Beverly Gartland, graduate student at Western Kentucky University, in Bowling Green, aimed to find out. She presented her findings at the 2019 Equine Science Society Symposium, held June 3-6 in Asheville, North Carolina.
In her study, Gartland evaluated eight adult horses with maintenance-level nutrient requirements and similar body condition scores. She randomly placed four in a continuous grazing group (six weeks on a 2.2-acre tall fescue field) and four in a space-restricted rotational grazing group. Every seven days, she’d move the latter group into a new 1/3- to 1/10-acre grazing cell with only enough grass to meet 80% of their daily nutrient requirements.
Each week Gartland would bring all horses inside, fast them overnight, and take their weights. Three times a week, she observed and recorded how much time each horse spent grazing, standing, or performing other behaviors.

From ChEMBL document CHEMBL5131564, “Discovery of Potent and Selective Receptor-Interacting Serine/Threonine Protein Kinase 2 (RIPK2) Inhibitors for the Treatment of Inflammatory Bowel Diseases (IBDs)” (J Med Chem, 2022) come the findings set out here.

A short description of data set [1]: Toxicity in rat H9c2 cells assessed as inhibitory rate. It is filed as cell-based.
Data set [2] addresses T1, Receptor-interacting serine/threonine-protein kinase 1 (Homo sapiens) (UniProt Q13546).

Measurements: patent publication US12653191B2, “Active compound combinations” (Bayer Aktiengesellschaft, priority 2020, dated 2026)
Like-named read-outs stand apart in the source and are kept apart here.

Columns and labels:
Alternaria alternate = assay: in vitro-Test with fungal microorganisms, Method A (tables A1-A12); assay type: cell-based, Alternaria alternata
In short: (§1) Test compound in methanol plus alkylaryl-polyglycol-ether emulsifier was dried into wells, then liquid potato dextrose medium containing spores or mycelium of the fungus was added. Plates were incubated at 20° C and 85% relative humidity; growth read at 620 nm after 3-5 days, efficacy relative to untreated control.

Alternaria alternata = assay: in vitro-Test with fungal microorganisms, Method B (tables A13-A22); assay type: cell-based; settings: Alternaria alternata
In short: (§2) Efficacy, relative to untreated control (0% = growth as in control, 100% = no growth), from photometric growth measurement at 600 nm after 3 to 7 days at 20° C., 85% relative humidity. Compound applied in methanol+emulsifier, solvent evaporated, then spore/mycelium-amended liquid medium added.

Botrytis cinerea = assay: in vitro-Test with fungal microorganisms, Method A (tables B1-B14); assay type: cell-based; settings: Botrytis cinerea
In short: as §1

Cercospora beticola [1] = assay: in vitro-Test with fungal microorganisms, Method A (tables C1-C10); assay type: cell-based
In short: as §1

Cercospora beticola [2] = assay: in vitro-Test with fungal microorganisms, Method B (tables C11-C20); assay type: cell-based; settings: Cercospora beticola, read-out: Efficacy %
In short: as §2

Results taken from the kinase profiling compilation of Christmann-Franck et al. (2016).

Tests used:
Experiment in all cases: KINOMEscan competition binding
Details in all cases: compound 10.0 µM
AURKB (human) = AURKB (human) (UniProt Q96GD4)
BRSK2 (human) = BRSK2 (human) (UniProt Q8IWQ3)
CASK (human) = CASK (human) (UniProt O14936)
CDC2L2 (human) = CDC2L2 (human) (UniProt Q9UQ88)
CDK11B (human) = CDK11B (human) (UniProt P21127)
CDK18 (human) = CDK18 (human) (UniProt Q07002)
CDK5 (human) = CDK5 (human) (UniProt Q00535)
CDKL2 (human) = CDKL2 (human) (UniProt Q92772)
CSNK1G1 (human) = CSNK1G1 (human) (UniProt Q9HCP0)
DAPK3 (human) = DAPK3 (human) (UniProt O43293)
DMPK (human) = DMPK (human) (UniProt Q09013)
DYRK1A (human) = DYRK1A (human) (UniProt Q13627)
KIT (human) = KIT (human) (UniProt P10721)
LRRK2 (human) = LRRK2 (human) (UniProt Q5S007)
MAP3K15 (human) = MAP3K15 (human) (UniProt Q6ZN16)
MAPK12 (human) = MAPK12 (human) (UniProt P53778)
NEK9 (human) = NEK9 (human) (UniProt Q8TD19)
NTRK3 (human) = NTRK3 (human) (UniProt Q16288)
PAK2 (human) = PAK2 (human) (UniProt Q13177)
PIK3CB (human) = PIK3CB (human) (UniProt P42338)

At the end of her study, Gartland found that the restricted grazing group maintained or lost body weight, while the continuous grazing group gained significant weight.
“Overall, both groups spent most of their time (76%) grazing, but as pasture size was further restricted in the space-restricted rotational grazing group, the horses spent more time standing and less time grazing,” she said. “The reverse happened for the continuous grazing group.”
Therefore, she said that in addition to having less available forage, factors such as the social dynamics of crowding likely influenced grazing behavior in this group of horses.
Horse owners might be able to rotate horses at risk of obesity through smaller pasture spaces to prevent them from gaining weight. You can create these cells using temporary fencing. An added bonus? It’s an effective solution for small acreage facilities, benefits your pastures, and prevents overgrazing.